Plants You Might Want To Avoid For Online Delivery
People enjoy adopting plants for indoor gardens, especially those who can't have an outdoor space. An excellent convenience is no one has to shop endlessly from nursery to nursery for the specific plant they're hoping to find or with garden centers low on inventory.
Now there's the option to buy plants online and have them delivered directly to your door. That allows gardeners the opportunity to find any species without a substantial delay as there would be shopping locally with a nursery having to locate the variety and have it delivered to their shop.
The only problem with this choice is newbies to the gardening world bring exotic or unfamiliar plants into their homes with little research, and some of these might not necessarily be the best option for all household spaces.
There could be problems for people with allergies, challenges to keep alive, or harmful for animals or small kids. It's essential to do your homework before you buy just any indoor houseplant.
Plants You Might Want To Avoid For Online Delivery
Growing plants inside the house is a fun option if you live in a climate where gardening outdoors is complicated or in an area where your outside space is limited.
At one point in time, the only choice for buying foliage was to go to the nursery or the garden center, where there is a relatively limited selection, and it's generally focused on the specific location. Fortunately, now you can buy any species you choose online with the plants being forwarded directly to your front door.
While you can get whatever plant you desire, it's essential to research so you can mimic the necessary conditions required for the greenery and ensure that the plant is appropriate for your space.
It might be a higher maintenance plant than what you're prepared for. Perhaps, the choice is one to which children and pets should not be exposed. There could also be issues for people in the home that have allergies. Let's check out a few that you might want to reconsider before ordering from your online nursery.
It's possible to have a tree even if you don't have a yard, but these are forced to remain tiny with shaping, pruning, and manipulation. Not sure if that's a happy thing for the living creature, but it's a long-standing tradition. The problem with these beautiful trees is the potential for allergies.
Those suffering from varied tree allergies can have a tough time with these constantly irritating their condition inside the house. If you have no allergies of which you're aware, you still need to be mindful when tending to the tree since inadvertently "pricking" the skin on one of these has the potential for creating a skin rash.
The English Ivy
Most people will avoid Poison Ivy, but you'll notice English Ivy on the exterior of stunning homes and offices. Is it akin to the poison variety? Not sure, but "Poison Control" representatives indicate the plant has the possibility of causing blisters, rash, and itchiness in individuals who react allergically, and it can be toxic for pets who have the potential for paralysis, respiratory problems, or coma if ingesting the plant.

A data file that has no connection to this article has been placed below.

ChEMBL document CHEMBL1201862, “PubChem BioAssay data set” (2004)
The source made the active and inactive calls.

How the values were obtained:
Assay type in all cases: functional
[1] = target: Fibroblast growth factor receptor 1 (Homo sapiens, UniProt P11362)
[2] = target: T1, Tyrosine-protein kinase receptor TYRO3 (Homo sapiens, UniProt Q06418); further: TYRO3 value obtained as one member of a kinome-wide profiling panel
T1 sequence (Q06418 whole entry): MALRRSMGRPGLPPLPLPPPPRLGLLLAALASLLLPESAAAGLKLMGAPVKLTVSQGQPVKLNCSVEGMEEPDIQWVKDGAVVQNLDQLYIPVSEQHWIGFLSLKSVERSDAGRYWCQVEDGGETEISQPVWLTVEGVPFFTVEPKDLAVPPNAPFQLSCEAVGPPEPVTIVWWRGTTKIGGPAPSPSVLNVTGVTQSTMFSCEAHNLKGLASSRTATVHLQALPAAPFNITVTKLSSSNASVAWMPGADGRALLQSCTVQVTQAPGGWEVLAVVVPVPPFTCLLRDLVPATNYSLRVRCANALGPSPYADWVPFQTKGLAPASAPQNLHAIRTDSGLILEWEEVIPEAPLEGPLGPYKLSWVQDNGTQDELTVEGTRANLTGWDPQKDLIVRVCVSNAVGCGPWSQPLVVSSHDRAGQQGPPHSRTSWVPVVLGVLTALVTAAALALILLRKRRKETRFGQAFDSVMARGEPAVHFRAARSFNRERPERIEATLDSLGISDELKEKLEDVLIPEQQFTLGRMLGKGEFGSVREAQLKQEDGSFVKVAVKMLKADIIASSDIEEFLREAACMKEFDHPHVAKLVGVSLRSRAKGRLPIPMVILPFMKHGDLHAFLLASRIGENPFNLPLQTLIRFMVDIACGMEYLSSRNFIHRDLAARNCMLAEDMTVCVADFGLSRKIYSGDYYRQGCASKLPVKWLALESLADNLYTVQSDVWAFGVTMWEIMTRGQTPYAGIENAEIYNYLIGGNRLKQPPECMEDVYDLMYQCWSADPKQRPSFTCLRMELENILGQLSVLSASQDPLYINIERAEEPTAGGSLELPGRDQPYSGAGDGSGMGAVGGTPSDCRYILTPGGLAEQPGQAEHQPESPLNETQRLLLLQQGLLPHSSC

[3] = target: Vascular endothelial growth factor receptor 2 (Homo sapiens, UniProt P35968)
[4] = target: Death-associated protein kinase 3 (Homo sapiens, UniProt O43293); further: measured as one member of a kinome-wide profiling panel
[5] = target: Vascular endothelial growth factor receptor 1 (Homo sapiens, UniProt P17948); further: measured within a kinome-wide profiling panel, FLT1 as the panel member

The Ficus Tree
Many people enjoy having a ficus tree in one corner of their home. They're lovely and familiar foliage added to a lot of households. Still, these collect dust like crazy, with the waxy leaves regularly washing to present as an excellent addition to the living space.
That means you'll be putting that on your weekly chore list. That can, after some time, become labor-intensive, washing down each leaf so these shine as intended. The ficus is one of those trees you'll want to make sure you're ready for the responsibility before you take it on. Find easy maintenance houseplants at https://www.thespruce.com/easy-houseplants-hard-to-kill-4141665/.
The oleander is a stunning display of breathtaking pink flowers, but looks are definitely deceiving. The foliage is harshly toxic, with a solitary leaf having the capacity to cause deadly reactions for animals and humans. The indication is that people have used the twigs in the context of skewers with fatal results.
These are one example of why it's essential to do your homework before bringing a plant to your home around your pets or family. It's unclear where this plant is successfully grown without harming anyone or why anyone would want to have this included in their garden, but it is a popular choice.
A lot of people enjoy having elephant ear plants since these are quite the pretty plant with elegant "elephant ear" leaves that most like to try to grow as large as possible. The only issue is you should not buy this species if you have companion pets.
The "Caladium" is among the most toxic of the plant species for dogs and cats, creating burning, swelling, and blistering of the tongue and mouth plus violent vomiting when ingested, according to the "Poison Pet Hotline."
Another thing to consider when buying your plants online is whether you'll be able to keep them alive. The orchid is a stunner of a plant; however, it is also one that takes an exceptionally skilled hand that can provide precise amounts of light, not direct, and a median degree of water, not too much and not too little, or this little guy will surely die. Look here for what are the most beautiful houseplants.
You never know all that is involved with a plant unless you put in the time and energy to research the facts about each extensively. If you're going to bring these into your home, doing your homework is essential.